To our best knowledge, the precise screw drilling position at the proximal femur or distal tibia is not fully understood. Choosing to drill a hole in the middle section of the tibia may affect the blood supply in the tibia. The results obtained from the micro-CT analysis indicated that the proper drilling position is approximate 8 mm below the lower edge of the greater trochanter and approximate 4 mm below the edge of the tibiofibular fusion. The proper drilling position can help avoid effects on the joint component or blood supply. However, the implantation of the internal fixation through a subcutaneous or submuscular way is still controversial. Interestingly, performing the muscle-gap separation technique is convenient for placing the implantation through a submuscular channel to a certain extent.

The results from the joint angle measurement were consistent with the histological analysis, demonstrating that knee joint contracture was successfully induced in the immobilized hindlimb. The average arthrogenic deficits in extension ROM was 29.4 ± 3.3°, 40.7 ± 4.3° on the immobilized knee joint at the end of 28 days and 56 days of immobilization, respectively, which were significantly higher than that in control (P < 0.05). We also found that typical adhesion had developed between in the joint space between the postero-superior joint capsule and the femur in the immobilized side knee joint (Figure 8e,f), which indicates that using the mini-invasive technique will not interfere with the occurrence of joint contracture. Taken together, the research indicates that this mini-invasive model produces stable results and is effective in inducing acquired joint flexion contracture.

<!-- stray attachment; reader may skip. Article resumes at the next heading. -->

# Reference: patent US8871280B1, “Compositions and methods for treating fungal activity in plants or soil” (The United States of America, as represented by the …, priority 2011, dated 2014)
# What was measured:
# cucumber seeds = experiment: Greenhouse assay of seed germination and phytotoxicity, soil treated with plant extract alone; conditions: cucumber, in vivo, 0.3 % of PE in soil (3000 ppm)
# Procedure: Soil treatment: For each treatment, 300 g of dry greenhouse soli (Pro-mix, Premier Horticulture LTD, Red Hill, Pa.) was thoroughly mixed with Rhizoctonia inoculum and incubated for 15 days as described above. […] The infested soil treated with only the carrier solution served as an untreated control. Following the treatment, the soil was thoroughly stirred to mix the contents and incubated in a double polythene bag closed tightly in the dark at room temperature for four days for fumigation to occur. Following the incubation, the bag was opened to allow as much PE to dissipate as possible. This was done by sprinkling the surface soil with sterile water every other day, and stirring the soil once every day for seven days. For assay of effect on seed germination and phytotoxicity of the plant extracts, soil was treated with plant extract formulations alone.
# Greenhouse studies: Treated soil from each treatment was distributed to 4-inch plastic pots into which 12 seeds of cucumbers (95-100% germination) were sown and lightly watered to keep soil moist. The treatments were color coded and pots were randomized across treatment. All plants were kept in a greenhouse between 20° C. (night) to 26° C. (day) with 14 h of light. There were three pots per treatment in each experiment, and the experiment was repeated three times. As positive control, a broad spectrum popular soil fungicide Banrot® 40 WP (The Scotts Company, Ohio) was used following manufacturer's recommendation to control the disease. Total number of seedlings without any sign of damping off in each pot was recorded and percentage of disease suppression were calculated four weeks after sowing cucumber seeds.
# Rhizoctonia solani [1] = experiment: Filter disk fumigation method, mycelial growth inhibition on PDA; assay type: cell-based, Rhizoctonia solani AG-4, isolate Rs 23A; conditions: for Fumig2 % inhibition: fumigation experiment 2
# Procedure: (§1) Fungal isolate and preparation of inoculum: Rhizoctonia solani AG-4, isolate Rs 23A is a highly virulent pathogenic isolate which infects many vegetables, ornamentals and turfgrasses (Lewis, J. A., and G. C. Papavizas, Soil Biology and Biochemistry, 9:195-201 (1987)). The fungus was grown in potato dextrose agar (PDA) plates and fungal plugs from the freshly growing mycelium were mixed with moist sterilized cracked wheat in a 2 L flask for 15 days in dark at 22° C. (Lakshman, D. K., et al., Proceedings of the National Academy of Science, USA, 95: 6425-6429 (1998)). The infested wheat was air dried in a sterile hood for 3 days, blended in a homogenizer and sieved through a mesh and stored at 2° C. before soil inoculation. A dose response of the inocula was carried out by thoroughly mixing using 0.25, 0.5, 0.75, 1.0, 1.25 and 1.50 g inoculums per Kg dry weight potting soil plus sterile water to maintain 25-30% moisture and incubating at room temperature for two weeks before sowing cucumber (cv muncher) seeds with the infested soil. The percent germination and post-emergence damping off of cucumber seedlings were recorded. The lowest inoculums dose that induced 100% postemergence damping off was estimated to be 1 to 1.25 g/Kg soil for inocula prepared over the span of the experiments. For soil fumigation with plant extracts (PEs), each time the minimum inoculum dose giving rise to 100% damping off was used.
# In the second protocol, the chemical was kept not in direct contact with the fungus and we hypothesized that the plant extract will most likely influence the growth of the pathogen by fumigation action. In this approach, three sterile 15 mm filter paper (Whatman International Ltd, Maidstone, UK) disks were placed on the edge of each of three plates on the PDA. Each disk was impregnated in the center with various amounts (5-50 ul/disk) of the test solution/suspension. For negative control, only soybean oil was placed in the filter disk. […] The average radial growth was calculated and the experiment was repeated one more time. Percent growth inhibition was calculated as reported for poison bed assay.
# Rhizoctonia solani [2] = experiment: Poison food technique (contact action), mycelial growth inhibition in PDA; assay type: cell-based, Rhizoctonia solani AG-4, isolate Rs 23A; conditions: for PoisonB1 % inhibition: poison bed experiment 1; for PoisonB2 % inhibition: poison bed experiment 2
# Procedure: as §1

This mini-invasive model still has some limitations. First, the tibia side screw will inevitably irritate the nearby tendons, including the fibularis longus. Second, drilling into the cortical bone may cause fractures. Third, there is still a chance of fixation failure. We believe that the use of 3D-built individualized splints is a possible option for building a non-invasive knee joint contracture model in the future29.

In conclusion, the present study describes a mini-invasive knee joint contracture model that is based on a combination of the muscle gap separation modus and the mini-incision method. Given that internal surgical fixations can produce a well-accepted model of joint contracture, this mini-invasive technique may be useful in the study of immobilization-induced knee flexion contracture.

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Disclosures

The authors have nothing to disclose.

Acknowledgments

This work was supported by grants from National Natural Science Foundation of China (No. 81772368), Natural Science Foundation of Guangdong Province (No. 2017A030313496), and Guangdong Provincial Science and Technology Plan Project (No. 2016A020215225; No. 2017B090912007). The authors thank Dr. Fei Zhang, M.D. from the Department of Orthopaedic Surgery, The Eighth Affiliated Hospital of Sun Yat-sen University for his technical assistance during modification.

Materials

Name Company Catalog Number Comments
Anerdian Shanghai Likang Ltd. 310173 antibacterial
Buprenorphine  Shanghai Shyndec Pharmaceutical Ltd. / analgesia 
Carprofen MCE HY-B1227 analgesia 
Cross screwdriver STANLEY PH0*125mm tighten the screws
Electric drill WEGO 185 drill hole(with stainless steel drill 0.9mm;1.0mm)
Microsurgical instruments RWD / Orthopaedic surgical instruments for animals
Neomycin Sigma N6386 antibacterial
Sodium pentobarbital Sigma P3761  anaesthetize
Stainless Steel screws WEGO m1.4*8; m1.2*6 screw(part of internal fixation) 
Syringe  WEGO 3151474 use for plastic plate(part of internal fixation) 
μ-CT  ALOKA Latheta LCT-200 in vivo CT scan

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References